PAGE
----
LPG warning – get cylinders checked regularly
25 August 2004
LPG warning – get cylinders checked regularly and never overfill
LPG filling stations must take care never to overfill gas cylinders, as there is a risk of overfilled bottles leaking and causing fires, the Department of Labour’s occupational safety and health service has warned.
Owners must also ensure they get their cylinders checked every 10 years so that they stay in good working order, says OSH Wellington-Kapiti Service Manager Rob Scriven.
“Almost every New Zealand home would have an LPG bottle around, either in the house in freestanding gas heaters, or outside with the barbecue. People probably don’t give a lot of thought to the safety of their LPG gas cylinders, but there are some real dangers if bottles are not filled correctly, or not well maintained,” Mr Scriven said.
Although most filling stations now used automated pumps to fill LPG cylinders, he said there were important steps that operators needed to carry out each time they filled a cylinder.
“A pre-fill inspection of the bottle is important, as this will show whether the bottle has been tested within the last 10 years and that there’s no corrosion. Operators should refuse to fill a bottle that hasn’t had its 10-yearly inspection.
“Calculating the weight of the cylinder and filling it with the right amount of gas is vital. Overfilled bottles can leak when opened, and can cause a fire. Finally, the bottle should be tested with soapy water for leaks both before and after filling, and the label on the bottle must be dated and signed by the person filling it.”
He said service station employees were required to be trained as approved operators before being allowed to fill LPG bottles. “As an extra precaution, gas bottle owners would do well to watch the operator to ensure they check the condition of the bottle and test for leaks.”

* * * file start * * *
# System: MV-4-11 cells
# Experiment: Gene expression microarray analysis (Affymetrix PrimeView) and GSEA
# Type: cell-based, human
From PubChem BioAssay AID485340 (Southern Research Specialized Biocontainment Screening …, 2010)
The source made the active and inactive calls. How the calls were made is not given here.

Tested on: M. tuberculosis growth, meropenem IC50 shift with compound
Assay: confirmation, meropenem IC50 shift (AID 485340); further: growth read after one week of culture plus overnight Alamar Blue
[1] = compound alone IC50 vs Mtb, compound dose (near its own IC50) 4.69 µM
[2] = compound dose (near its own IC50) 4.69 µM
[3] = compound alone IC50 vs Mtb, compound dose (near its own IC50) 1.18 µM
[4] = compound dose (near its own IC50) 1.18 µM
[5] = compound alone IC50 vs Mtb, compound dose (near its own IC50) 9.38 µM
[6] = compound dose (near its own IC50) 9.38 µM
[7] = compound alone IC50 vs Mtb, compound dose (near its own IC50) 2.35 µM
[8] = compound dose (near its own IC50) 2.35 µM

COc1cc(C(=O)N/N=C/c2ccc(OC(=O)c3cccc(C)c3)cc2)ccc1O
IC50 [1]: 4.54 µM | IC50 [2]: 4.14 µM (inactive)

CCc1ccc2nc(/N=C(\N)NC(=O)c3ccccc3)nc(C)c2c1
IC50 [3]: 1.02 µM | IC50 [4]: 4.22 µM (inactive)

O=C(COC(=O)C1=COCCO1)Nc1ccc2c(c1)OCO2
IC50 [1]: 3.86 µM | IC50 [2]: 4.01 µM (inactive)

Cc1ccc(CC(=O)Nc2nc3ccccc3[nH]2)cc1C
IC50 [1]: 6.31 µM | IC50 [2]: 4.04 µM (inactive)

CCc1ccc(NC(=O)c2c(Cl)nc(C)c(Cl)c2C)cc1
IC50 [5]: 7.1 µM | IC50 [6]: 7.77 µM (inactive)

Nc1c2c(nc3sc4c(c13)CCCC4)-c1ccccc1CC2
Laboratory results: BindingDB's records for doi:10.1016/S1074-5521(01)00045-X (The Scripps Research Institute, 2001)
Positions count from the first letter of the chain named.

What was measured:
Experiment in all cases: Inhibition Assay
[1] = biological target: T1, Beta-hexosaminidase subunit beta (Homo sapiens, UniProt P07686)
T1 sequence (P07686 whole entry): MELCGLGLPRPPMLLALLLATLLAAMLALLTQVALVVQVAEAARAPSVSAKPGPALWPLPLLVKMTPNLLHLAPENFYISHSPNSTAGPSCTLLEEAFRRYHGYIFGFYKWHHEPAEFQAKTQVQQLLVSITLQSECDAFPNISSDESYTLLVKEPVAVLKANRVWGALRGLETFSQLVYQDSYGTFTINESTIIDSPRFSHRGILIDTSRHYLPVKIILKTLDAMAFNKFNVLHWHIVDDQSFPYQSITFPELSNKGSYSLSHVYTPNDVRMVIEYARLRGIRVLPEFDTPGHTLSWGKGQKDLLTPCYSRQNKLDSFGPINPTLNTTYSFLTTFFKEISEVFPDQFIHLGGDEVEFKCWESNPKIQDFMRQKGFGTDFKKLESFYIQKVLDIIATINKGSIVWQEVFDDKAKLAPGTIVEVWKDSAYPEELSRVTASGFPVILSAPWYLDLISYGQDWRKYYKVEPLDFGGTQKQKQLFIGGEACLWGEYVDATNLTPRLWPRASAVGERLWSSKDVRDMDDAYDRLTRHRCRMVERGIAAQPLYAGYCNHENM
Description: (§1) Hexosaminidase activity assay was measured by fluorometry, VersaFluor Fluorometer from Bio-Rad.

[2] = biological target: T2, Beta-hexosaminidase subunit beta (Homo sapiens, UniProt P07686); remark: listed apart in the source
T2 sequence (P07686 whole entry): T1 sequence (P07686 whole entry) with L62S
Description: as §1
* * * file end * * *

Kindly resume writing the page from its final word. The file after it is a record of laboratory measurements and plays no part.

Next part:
The dangers of overfilling were highlighted after OSH investigated an incident in Levin last October, when a woman’s hair was singed from flames caused by an overfull gas bottle. The woman had taken a small LPG bottle to the Mobil Pegasus Station in Levin for filling, and had then attached it to her barbecue. When she lit the barbecue, flames came out of the cylinder and her hair was singed as she tried to turn off the valve.
Tests showed the cylinder was overfilled by 770g, and that information on the bottle to help calculate the correct fill weight was illegible because of rust and flaking paint.
OSH prosecuted the service station employee, Ross Smaill, for failing to take all practicable steps to ensure the woman’s safety, and he was fined $400 plus court costs in the Levin District Court today. In sentencing, Judge Dawson reminded those working in the industry that the public relied on them to fill cylinders safely and in accordance with regulations. Judge Dawson said the responsibility for safe filling rested with the person trained to do the job. “If they can’t do the job properly, then they should talk to their employer about further training or refuse to fill LPG cylinders until such time that they can do it competently.”